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. Last Updated: 07/27/2016

7 Killed by Car Bomb in Ingushetia

ReutersInvestigators inspecting the site of a car bomb blast Wednesday on a road near Ingushetia's main city of Nazran.
ROSTOV-ON-DON -- A car packed with powerful explosives blew up on a road in Ingushetia on Wednesday, killing seven people including a high-level regional police official in what authorities said may have been a suicide bombing.

Ingushetia's Deputy Interior Minister Dzhabrail Kostoyev, two bodyguards and four civilians were killed when a hatchback exploded on a roadside on the outskirts of the region's main city of Nazran, local police officials and a regional Interior Ministry spokesman said.

Ministry spokesman Roman Shchekotin said that preliminary information indicated a suicide attacker had been in the car that exploded. However, Ingushetia's Security Council chief, Bashir Aushev, said it was also possible the car bomb was detonated by remote control.

Kostoyev, a target of previous attacks, had been traveling in an armored vehicle to work in Nazran in a convoy of three cars, Shchekotin said. Ingush Interior Ministry spokesman Nazir Yevloyev said Kostoyev's SUV was thrown 20 meters by the blast, and Russian television networks showed the wrecked vehicle lying on its side.

Four civilians were killed when their car plowed into Kostoyev's, Yevloyev said, and NTV said they were construction workers traveling to a site. Television showed footage of a gutted, blackened car on a road littered with debris, and reported that nearby buildings were damaged in the blast, which Shchekotin said apparently had the force of about 50 kilograms of TNT.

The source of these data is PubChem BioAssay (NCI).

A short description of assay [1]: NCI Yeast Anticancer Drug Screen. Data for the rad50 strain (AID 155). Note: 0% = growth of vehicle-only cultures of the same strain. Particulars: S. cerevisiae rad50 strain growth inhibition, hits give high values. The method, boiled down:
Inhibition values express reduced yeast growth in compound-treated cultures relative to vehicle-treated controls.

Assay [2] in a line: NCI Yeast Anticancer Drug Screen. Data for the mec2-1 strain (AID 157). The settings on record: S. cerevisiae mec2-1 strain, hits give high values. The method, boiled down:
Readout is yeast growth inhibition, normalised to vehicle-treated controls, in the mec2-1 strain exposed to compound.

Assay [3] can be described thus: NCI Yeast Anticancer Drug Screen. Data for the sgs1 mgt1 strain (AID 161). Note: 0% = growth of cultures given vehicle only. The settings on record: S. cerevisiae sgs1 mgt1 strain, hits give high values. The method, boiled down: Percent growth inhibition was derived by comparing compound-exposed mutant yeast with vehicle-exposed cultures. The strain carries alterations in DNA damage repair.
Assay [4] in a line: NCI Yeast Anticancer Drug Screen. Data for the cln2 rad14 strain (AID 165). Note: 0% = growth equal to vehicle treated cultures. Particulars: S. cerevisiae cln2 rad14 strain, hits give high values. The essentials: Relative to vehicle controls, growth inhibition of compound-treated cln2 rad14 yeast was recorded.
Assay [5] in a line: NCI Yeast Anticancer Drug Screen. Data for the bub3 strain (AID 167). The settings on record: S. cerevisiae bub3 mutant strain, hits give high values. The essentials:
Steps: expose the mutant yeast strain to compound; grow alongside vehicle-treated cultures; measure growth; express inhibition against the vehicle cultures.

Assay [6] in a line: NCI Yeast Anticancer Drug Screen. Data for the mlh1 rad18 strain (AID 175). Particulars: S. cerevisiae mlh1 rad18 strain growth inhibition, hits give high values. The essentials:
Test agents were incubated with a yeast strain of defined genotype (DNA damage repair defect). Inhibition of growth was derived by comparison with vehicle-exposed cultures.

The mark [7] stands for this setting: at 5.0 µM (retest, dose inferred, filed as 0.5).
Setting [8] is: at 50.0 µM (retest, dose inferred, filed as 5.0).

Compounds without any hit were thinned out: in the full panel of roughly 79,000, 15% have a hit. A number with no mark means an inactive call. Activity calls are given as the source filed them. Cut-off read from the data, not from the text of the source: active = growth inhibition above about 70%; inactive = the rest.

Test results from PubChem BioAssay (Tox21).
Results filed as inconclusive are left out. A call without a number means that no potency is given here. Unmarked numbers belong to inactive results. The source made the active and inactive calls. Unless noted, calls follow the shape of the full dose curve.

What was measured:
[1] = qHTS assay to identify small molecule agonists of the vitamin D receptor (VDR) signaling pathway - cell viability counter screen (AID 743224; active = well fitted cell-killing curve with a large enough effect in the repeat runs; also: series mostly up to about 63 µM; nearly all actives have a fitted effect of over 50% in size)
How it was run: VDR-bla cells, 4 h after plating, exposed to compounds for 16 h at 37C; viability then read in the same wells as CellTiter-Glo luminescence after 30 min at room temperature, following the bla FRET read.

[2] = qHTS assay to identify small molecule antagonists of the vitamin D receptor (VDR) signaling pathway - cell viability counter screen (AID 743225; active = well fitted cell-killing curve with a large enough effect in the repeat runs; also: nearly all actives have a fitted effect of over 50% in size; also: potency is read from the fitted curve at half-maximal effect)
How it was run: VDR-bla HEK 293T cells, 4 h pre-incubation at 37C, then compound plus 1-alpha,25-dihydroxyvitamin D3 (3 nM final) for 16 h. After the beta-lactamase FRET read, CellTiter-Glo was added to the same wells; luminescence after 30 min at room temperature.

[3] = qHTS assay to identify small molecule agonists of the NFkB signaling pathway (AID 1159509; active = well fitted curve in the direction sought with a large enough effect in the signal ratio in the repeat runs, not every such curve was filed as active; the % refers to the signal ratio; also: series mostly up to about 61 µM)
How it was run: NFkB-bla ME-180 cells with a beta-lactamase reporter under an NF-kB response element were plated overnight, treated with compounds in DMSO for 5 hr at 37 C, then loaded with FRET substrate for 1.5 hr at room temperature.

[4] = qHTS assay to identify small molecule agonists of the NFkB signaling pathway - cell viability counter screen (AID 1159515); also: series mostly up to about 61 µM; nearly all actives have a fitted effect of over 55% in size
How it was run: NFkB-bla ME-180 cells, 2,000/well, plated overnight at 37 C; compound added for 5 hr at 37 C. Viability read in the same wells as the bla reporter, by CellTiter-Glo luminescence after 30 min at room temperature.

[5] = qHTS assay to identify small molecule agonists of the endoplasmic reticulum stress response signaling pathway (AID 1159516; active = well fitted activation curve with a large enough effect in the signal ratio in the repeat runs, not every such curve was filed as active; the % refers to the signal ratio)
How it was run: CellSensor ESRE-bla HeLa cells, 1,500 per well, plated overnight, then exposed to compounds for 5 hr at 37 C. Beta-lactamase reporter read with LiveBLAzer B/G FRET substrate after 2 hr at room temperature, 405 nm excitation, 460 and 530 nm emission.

Officials said the blast destroyed the car. Yevloyev said he could not confirm there had been a suicide bomber, telling NTV that "no body parts have been found -- just fragments of the car."

Ingushetia has been plagued by militant attacks, many targeting law enforcement officials and facilities. A concerted attack targeting police in June 2004 killed 92 people.

Kostoyev, then Nazran's police chief, was wounded in August when unknown assailants detonated a radio-controlled land mine as his car was passing. ITAR-Tass reported that a mortar shell hit his office in a February 2005 attack, but that he was not there, and RIA-Novosti said his home was hit by gunfire twice late last year.

In Karachayevo-Cherkessia, assailants fatally shot the acting chief of a jail in the city of Cherkessk on Wednesday near his home.

Poverty, corruption and persecution connected with Islam have fueled anger at the authorities in the north Caucasus, an ethnically mixed strip of republics, most of which have large Muslim populations.

The region is troubled by violence, which in some cases is linked to the Chechen conflict.

Yevloyev suggested the attack was revenge for what he called Kostoyev's "uncompromising struggle" against crime linked with extremism.

Interfax quoted Ingush Interior Minister Beslan Khamkhoyev as saying that top North Caucasus militants, including leading Chechen warlord Shamil Basayev, could have been behind the attack.

Also Wednesday, officials in Dagestan, east of Chechnya, claimed to have found explosives in a school that two gunmen killed in a standoff with police Tuesday were planning to attack.